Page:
Professor at Duke University’s Fuqua School of Business, Dan Ariely discovered that offering a free pizza voucher motivates employees more than a £20 cash bonus.
In his book, Payoff: the hidden logic that shapes our motivations, he uses the example of an experiment carried out on staff at an Intel factory in Israel to discuss what motivates staff.
At the beginning of the working week, employees received a message explaining the reward they would gain if their workloads were completed. One group was offered a cash bonus equating to approximately £20, a second group was told they would receive a compliment from their boss by text message and a third group was offered a voucher for a free pizza. A further control group received no message and would not gain a reward.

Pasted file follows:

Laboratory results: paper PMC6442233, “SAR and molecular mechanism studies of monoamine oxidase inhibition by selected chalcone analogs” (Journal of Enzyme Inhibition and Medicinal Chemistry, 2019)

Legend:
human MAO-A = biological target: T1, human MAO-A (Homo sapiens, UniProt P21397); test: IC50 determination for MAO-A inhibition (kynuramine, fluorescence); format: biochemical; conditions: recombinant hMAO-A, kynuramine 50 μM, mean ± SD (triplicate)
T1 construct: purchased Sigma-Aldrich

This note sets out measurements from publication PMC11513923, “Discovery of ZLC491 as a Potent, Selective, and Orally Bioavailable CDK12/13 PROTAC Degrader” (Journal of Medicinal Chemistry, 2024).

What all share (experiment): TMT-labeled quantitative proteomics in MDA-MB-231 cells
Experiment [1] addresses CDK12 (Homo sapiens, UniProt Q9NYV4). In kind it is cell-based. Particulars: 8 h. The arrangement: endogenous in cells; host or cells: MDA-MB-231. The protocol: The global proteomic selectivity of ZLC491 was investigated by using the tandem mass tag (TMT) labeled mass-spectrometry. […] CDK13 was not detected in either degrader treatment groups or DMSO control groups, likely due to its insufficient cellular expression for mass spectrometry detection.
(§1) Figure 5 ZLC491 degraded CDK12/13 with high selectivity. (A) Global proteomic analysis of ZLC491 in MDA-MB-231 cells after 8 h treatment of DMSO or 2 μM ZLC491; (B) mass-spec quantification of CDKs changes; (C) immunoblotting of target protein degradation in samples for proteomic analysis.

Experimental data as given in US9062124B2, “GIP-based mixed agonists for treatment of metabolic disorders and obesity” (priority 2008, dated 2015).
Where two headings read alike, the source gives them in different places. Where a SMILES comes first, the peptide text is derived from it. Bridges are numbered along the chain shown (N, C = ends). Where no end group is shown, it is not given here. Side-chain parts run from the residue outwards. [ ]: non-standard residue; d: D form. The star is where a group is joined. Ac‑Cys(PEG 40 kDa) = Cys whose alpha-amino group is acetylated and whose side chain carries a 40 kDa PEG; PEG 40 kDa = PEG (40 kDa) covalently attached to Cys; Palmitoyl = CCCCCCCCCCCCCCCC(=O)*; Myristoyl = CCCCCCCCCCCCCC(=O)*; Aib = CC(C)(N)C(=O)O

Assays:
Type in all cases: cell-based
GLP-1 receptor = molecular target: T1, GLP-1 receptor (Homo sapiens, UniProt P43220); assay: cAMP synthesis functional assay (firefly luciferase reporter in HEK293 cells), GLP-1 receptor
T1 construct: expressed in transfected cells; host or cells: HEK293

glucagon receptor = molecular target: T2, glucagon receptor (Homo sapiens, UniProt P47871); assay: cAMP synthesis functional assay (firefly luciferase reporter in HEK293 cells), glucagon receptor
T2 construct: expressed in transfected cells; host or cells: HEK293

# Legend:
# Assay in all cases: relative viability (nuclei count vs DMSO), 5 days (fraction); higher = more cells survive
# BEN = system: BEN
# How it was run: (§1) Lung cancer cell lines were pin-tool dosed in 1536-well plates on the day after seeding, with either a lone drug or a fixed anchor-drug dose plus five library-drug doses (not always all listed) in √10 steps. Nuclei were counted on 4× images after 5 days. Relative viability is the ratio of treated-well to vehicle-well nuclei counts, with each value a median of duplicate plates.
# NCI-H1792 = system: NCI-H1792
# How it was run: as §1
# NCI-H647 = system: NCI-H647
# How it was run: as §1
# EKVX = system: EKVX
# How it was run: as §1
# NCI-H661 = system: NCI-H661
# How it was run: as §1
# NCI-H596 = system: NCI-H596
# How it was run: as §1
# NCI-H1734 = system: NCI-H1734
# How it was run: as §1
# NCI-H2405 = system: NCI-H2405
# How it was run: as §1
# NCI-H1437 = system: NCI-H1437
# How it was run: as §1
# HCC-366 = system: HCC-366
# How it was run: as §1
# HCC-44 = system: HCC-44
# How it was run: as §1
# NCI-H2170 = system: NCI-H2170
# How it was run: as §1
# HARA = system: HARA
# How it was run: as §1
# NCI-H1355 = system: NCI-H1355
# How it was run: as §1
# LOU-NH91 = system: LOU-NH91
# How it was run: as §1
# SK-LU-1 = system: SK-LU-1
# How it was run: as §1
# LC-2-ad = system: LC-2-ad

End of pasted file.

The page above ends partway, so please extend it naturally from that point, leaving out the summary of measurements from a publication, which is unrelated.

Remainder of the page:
Results showed that after the first day, those in line for a pizza prize had a productivity boost of 6.7%, while those who were due to receive a compliment increased their productivity by 6.6%. Employees in the cash bonus group only increased their productivity by 4.9%.
By the end of the trial week, the reward of earning a compliment proved to be the best motivator, followed by the thought of free pizza. Those who would not receive any reward came in third with the monetary bonus falling into last place, performing 13.2% worse than the control group.
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